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Wednesday 22 November 2017

Sinclair vows Celts will put PSG loss right

- Parkhead thrashing 'so disappointing' says Bhoys striker

- Boss Rodgers says Celtic played 'like under-12s' at times

Celtic’s Scott Sinclair skips past Paris St Germain’s Dani Alves in Tuesday’s Champions League clash at Parkhead. Photo: Reuters
Celtic’s Scott Sinclair skips past Paris St Germain’s Dani Alves in Tuesday’s Champions League clash at Parkhead. Photo: Reuters

Scott Sinclair admits Celtic failed to give a true reflection of their capabilities as they were torn apart by Paris St Germain.

Celtic suffered a brutal lesson from Unai Emery's expensively assembled outfit on Tuesday night as they slumped to a 5-0 defeat in their opening Champions League clash.

While many have pointed to the riches available to PSG to justify the merciless nature of the beating dished out by their superstar frontline of Neymar, Kylian Mbappe and Edinson Cavani, wideman Sinclair believes Celtic should have still been able to put up more of a fight.

But the former Swansea and Manchester City player confessed the Hoops' sloppy start left them on the back foot as their French opponents swarmed forward.

"It was really disappointing," said the Englishman. "The first half an hour we started off really poorly as a team.

Celtic manager Brendan Rodgers. Photo: Reuters
Celtic manager Brendan Rodgers. Photo: Reuters

"In the second, we came back a little bit more lively and created some half chances but the result was so disappointing.

"The way we started was not how we normally start games and it showed.

"The way they came forward forced our attacking players to defend more than we are used to. Me and Patrick Roberts had to get right back and sit in. We tried to counter but sometimes the passes were loose.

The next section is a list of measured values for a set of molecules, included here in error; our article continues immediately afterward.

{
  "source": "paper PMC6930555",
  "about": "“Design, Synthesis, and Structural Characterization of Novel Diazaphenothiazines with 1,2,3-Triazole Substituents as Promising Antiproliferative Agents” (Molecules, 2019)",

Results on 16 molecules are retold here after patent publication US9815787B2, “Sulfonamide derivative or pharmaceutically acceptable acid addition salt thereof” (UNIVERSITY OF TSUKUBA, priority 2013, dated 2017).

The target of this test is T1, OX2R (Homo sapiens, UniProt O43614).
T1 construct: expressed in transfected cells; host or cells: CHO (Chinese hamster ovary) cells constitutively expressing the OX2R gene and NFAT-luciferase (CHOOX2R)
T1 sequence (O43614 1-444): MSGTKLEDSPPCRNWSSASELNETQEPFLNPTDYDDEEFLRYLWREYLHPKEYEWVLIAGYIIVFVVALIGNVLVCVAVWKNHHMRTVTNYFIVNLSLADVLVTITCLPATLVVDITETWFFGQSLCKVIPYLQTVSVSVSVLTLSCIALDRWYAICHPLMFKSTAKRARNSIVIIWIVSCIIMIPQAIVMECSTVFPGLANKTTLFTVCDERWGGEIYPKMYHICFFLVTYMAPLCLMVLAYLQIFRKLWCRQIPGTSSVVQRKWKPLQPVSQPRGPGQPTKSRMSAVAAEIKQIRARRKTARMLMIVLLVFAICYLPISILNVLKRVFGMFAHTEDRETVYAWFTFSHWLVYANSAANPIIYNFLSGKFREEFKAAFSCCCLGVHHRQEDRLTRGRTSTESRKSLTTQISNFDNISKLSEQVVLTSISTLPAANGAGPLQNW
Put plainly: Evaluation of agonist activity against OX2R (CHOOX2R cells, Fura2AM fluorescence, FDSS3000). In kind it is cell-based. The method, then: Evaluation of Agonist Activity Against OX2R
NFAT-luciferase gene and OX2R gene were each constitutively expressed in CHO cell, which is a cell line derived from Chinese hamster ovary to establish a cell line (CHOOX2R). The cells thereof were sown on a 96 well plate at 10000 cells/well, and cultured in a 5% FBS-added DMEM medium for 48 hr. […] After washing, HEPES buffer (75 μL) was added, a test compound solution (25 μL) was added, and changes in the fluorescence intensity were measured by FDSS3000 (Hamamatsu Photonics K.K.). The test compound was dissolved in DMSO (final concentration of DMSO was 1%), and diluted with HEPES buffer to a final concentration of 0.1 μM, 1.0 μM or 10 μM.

"The manager wasn't happy at half-time. He said that wasn't us.

"When we went out in the second half we created a bit more and tidied up a bit with some of the passes - but that's all we could have done."

Supreme

Celtic have reigned supreme domestically since Brendan Rodgers took over last year but were simply no match for the Parisians.

Neymar, Mbappe and Cavani all netted during a ruthless first-half onslaught, with Mikael Lustig's own goal and a classy diving header from Cavani late on confirming the club's heaviest home defeat in 122 years.

It will not ease the pain being felt by the Celtic support but Sinclair believes there is mitigation for the result in the fact Emery's men look well capable of beating the cream of European football to the Champions League crown.

"They are up there," said Sinclair. "You saw the quality of players they have and the amount of money they spent. They are top-class players.

"I'm sure they will be looking to win the competition. They have got the players to do that and they showed against us their qualities."

Celtic's next Group B appointment sees them travel to Anderlecht in a fortnight's time and defeat to the Belgians would leave their hopes of progression hanging by a thread.

But Sinclair said: "I think every game you play in the Champions League has pressure no matter if you win, lose or draw.

"You just need to keep bouncing on, so we'll put this one to bed and move on."

Rodgers, meanwhile, claimed his side played like under-12s at times in their Parkhead thumping.

The Northern Irishman said: "This is a level where you have to look after the ball and you have to make it work for you. In the first half we didn't do that, we were playing like under-12s at times.

"So like I say, it is confidence, belief. We are missing some decisive players as well who can help us at this level but it is always going to be very tough. That is the reality of it.

"I don't want to be too harsh on the players.

"They (PSG) are the potential champions of this tournament and where we are at, with all due respect, and where those guys are at, it is not just one or two levels, it is three or four levels away beyond.

"We always have to be competitive and we weren't for that first period but the second half was much better and the supporters acknowledged that," he added.

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